Mozzarella Cheese

Making your own cheese is neither a time-saver nor a money-saver, but it’s a great experiment to see how closely related two seemingly different things can be. Cheese is made from curds—coagulated casein proteins—in milk. The whey is separated out via an enzymatic reaction, allowing the curds to be cooked and then kneaded, stretched, and folded to create that characteristic structure found in string cheese.


American string cheese is really mozzarella cheese that’s been formed into long, skinny logs. Other countries make string cheese using goat or sheep’s milk, sometimes adding in cumin seeds and other spices, and often braid several thin strands together.

You’ll need to order a few chemicals to do this.  In two small bowls or glasses, measure out and set aside:

½ teaspoon (1.4g) calcium chloride dissolved in 2 tablespoons distilled water

¼ tablet rennet, dissolved in 4 tablespoons distilled water (adjust quantity per your rennet manufacturer’s directions)

In a stock pot, mix and slowly heat to 88°F / 31°C:

1 gallon (4 liters) whole milk, but not ultra-pasteurized or homogenized

1½ teaspoon (12.3g) citric acid

¼ teaspoon (0.7g) lipase powder


Where it says “not homogenized,” it really means not homogenized. (The milk can, and probably should, be pasteurized, though.) If you use homogenized milk, you’ll end up with a squeaky mess that vaguely resembles cottage cheese but doesn’t melt together. The homogenization process disrupts the protein structures such that they can no longer bind together.

Once the liquid is at 88°F / 31°C, add the calcium chloride and rennet mixtures and continue to slowly heat to 105°F / 40.5°C, stirring every few minutes. At this point, you should begin to see curds separating from whey.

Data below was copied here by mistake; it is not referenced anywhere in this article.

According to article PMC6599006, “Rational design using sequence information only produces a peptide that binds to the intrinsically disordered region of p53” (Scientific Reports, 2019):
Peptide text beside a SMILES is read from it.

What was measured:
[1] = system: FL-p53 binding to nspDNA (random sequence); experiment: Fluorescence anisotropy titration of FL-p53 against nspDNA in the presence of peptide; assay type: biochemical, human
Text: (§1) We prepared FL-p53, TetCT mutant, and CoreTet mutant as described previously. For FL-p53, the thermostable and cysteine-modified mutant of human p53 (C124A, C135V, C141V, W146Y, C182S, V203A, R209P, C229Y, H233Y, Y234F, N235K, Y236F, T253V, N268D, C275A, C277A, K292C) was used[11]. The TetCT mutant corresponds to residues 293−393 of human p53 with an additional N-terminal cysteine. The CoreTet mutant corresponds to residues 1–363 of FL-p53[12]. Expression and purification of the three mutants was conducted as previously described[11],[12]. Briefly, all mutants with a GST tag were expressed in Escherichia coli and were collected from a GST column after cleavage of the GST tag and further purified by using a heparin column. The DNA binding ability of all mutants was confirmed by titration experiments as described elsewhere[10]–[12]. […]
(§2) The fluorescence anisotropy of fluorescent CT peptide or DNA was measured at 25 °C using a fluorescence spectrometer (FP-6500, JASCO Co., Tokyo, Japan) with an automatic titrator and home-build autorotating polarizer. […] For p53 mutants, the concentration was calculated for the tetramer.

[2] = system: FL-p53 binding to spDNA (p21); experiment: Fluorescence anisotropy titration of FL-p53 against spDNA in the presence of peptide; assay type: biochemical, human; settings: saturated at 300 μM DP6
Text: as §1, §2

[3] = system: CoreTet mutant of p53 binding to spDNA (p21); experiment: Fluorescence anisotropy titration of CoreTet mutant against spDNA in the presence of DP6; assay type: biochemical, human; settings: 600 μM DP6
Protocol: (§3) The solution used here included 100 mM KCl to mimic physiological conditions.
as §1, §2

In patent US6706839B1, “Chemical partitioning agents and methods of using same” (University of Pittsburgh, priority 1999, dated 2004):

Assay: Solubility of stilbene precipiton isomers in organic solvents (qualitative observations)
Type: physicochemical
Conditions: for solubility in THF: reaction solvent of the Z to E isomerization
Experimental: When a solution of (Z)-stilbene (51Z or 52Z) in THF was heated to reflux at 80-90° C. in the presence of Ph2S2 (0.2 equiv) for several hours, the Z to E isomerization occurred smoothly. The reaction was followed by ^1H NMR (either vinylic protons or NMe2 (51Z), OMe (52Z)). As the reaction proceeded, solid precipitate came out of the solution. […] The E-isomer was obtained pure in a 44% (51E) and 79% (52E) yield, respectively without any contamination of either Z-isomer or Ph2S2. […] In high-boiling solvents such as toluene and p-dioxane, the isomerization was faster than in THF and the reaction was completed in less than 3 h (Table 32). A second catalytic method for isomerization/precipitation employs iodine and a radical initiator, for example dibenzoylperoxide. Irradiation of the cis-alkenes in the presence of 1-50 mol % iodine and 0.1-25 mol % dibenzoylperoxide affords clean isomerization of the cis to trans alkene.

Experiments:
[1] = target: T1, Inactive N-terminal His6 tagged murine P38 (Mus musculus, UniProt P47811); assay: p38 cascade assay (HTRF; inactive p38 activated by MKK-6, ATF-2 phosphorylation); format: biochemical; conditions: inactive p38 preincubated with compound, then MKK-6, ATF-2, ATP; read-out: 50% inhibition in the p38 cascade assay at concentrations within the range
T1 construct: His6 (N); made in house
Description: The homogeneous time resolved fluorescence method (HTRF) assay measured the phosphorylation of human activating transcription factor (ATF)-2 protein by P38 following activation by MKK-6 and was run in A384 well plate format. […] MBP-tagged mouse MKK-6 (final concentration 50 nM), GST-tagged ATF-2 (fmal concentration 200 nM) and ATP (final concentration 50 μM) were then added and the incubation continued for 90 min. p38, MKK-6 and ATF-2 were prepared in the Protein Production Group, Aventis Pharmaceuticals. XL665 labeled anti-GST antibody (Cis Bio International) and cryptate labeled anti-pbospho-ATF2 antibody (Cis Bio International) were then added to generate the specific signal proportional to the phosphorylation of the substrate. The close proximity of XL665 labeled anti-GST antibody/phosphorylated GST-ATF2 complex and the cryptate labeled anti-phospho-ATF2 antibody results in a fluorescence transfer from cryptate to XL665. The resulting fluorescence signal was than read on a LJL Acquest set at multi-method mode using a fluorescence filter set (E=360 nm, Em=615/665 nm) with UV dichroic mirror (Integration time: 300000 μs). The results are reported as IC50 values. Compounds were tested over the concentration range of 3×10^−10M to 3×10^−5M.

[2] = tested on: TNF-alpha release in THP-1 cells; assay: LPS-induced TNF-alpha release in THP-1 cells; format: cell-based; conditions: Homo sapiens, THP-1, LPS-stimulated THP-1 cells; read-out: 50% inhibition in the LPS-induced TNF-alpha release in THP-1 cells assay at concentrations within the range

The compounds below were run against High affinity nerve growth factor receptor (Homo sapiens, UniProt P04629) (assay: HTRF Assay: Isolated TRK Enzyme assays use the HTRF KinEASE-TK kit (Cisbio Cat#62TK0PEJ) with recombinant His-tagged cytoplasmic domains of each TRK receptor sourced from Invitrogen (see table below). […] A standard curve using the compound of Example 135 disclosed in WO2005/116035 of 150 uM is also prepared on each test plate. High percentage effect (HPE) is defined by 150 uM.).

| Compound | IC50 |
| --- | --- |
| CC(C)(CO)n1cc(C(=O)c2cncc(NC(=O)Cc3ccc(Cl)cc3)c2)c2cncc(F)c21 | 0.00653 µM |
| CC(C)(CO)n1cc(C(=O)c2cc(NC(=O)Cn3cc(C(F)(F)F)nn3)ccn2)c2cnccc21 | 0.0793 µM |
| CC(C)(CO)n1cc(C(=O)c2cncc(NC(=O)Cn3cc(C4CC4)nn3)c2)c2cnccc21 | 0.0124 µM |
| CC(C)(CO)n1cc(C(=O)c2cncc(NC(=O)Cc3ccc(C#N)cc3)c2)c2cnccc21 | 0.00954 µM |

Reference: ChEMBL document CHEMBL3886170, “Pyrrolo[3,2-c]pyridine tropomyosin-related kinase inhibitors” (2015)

Once the liquid is at 105°F / 40.5°C, remove from heat, cover the pot, and wait 20 minutes. At this point, the curds should be fully separated from the whey; if not, wait a while longer.

Transfer the curds to a microwave-safe bowl using a slotted spoon, or strain out the whey and transfer it from your strainer. Squeeze as much of the whey out of the curd as possible, tipping the bowl to drain the liquid. Microwave on high for one minute. Squeeze more of the whey out. The cheese should now be sticky; if not, continue to microwave in 15-second increments until it is warm and sticky (but not too hot to handle).

Add ½ teaspoon flaked salt to the cheese and knead. Microwave for one more minute on high until the cheese is around 130°F / 54.4°C. Remove and stretch, working it just like playing with silly putty: stretch, fold in half, twist, and stretch again, over and over, until you’ve achieved a stringy texture.


  • The addition of acid denatures proteins in the milk, helping curd formation. Citric acid is commonly used. For similar reasons, many cheeses use rennet—traditionally derived from calf stomach—because it has a number of enzymes that break down proteins in the milk.

  • The lipase powder is not chemically required, especially given that animal-based rennet contains lipase. Your rennet source might not contain it, however, and the lipase enzyme is responsible for the characteristic flavor of mozzarella because of the way it cleaves the fats in milk. For a lacto-vegetarian mozzarella cheese, use vegetable-based rennet and skip the lipase powder, but note that the cheese will not have the traditional flavor. 

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